1.  
    It's been a while guys. I miss you.

    I've been buried by FUN stuff. Part of that stuff is the stupidly hippy, pictographic storytelling game of war and atrocity. Gregor, I robbed from Best Friends—the game I adore but haven't played. I've acknowledged you, of course. Your push currency is gorgeous, so I lifted it (and added in a random element to squeeze it in right).

    Here's the blurb (taken from a post I dropped over on Gente Che Gioca):

    "I just uploaded a new, super-shiny and thoroughly playable (?) version of Chronicles of Skin. I've been playtesting, meddling around, and robbing from other people's game ideas to get it into shape. I think it's fun. Here's the premise:

    It's a pictographic story of war. Collaborating, you build the personalities of two cultures (using cards and symbols, like oracles). In a series of four scenes, you tell of the atrocities each side commit, and you record all this in a procedural way, shaping the fiction of the war. Players are pushing for themes, there's a bit of meta-discussion between scenes, and other funky, HIPPY shit.

    A few of you wanted to play before. Would you care to read the new rules? It's 12 pages. It's not a layout masterpiece, by any means, but it's easy enough on the eyes.

    Here's the linky."
  2.  
    I'll try and give it a look over in the next week sebastian. I am on crazy shifts at work and it'll give me something to do on the bus ride in.

    Cheers

    Iain
  3.  
    That's super-sound of you Iain. Have you got some fancy, PDF-reading gadget? I'm totally jealous of people with those.

    Incidentally, due to the low-volume playtests at Game Chef so far, Chronicles of Skin is not doing so badly. How important is the Game Chef award for a game? Is that something I should get jealous about?
  4.  
    I was just going to print it out on my fancy laser printer. Don't know if Ill be able to give it a play but Ill certainly give it a read through.

    Other people are probably better suited, Joe and Gregor coming instantly to mind, to answer the game chef question.

    Cheers

    Iain
  5.  
    Don't know if Ill be able to give it a play but Ill certainly give it a read through.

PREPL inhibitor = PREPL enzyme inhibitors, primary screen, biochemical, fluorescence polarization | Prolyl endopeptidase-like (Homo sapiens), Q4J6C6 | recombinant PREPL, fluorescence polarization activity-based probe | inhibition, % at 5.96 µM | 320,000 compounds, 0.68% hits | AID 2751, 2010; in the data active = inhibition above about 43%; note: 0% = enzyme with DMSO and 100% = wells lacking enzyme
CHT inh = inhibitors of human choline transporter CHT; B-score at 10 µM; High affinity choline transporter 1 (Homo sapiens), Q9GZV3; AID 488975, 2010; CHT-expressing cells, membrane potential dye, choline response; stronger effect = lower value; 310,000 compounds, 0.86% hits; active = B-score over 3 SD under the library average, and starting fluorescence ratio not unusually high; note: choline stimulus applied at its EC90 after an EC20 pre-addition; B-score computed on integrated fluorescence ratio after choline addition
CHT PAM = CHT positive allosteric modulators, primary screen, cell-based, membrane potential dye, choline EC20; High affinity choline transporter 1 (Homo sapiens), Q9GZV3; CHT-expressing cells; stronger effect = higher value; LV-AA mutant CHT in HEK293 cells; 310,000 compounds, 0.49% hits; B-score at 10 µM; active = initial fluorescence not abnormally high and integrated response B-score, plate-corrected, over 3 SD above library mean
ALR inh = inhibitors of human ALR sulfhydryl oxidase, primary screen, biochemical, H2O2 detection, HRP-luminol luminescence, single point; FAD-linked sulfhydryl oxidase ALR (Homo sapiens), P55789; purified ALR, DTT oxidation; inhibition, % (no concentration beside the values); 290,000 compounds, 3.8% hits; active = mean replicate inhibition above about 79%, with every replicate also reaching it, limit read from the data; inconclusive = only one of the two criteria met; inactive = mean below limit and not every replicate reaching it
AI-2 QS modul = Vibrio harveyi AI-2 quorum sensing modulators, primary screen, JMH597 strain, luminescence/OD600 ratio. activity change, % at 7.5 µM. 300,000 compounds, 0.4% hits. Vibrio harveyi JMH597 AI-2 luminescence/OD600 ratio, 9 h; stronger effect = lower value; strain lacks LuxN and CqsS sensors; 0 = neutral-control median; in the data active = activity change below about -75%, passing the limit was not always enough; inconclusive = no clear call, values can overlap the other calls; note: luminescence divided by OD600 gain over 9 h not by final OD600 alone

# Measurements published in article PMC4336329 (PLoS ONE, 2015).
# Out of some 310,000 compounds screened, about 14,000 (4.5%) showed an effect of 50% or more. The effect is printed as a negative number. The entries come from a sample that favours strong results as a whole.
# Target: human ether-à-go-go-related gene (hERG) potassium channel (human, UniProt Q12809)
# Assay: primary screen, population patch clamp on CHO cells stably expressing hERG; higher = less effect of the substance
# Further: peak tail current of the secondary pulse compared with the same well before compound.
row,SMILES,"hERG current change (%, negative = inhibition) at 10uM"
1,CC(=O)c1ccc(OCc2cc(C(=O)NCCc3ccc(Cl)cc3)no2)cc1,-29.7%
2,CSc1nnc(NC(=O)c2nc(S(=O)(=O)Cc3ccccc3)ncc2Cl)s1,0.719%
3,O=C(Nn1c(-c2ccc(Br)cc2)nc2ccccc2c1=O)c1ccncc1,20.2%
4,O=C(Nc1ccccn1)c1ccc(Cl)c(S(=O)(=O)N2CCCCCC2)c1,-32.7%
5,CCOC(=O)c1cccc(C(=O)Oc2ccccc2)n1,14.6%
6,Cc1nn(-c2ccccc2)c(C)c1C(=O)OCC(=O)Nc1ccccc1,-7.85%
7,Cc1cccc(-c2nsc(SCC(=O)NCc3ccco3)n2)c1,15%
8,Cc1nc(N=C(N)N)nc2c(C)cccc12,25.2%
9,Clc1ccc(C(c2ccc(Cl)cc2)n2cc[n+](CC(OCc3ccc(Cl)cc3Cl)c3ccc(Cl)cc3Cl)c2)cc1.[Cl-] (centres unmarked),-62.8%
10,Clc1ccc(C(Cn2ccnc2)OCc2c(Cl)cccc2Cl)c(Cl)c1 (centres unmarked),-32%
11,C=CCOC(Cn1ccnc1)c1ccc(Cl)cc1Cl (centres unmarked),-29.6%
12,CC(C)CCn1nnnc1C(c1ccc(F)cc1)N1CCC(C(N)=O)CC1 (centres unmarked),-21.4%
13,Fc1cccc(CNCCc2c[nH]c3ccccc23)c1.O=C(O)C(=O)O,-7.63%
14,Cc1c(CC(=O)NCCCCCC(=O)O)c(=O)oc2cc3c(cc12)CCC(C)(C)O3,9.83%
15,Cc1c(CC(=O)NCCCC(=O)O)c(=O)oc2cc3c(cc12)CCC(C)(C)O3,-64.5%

Thanks millions.
  6.  
    I can't think of a game that's won GameChef that has gone on to be published. Moyra Turkington's Crime & Punishment almost kicked that general rule, but never saw the light of day as far as I can remember.

    All the successes have been from games developed in the competition and then followed through afterwords.

    The new awards for Game Chef are untested. They're simply too new to say anything about their effect on the success of a published game.

    But... participating in Game Chef builds networking of you as a designer, and exposes your game to other interested people. So, if you do proceed with it there are people conversant in what your game is about, and in many cases invested in it (as boosters, since they helped with the game's development).

    Feel free to steal mechanics and ideas from wherever you find them. One cautionary note, though is for you to find the essence of the game and to not overcomplicate it.

    A recent shining example, to me, is Mars Colony by Tim Koppang. Tim really reduced the "clutter" from his playtest version and clipped it to a fine point for final publication.

    Too often it goes the other way, with more things being cobbled on as the process goes on (I'm currently in the middle of that myself and trying to find a way of hacking clear of the undergrowth).
  7.  
    Feel free to steal mechanics and ideas from wherever you find them. One cautionary note, though is for you to find the essence of the game and to not overcomplicate it.


    Noted.

    And thanks for your wisdom. I'm encouraged to give my puppy a little more room now (to let him breathe for a while) and to attempt to cull some of the clunkiness later on. Cheers!
  8.  
    I have had a chance to read over Chronicles of Skin and here are my initial thoughts, ideas etc.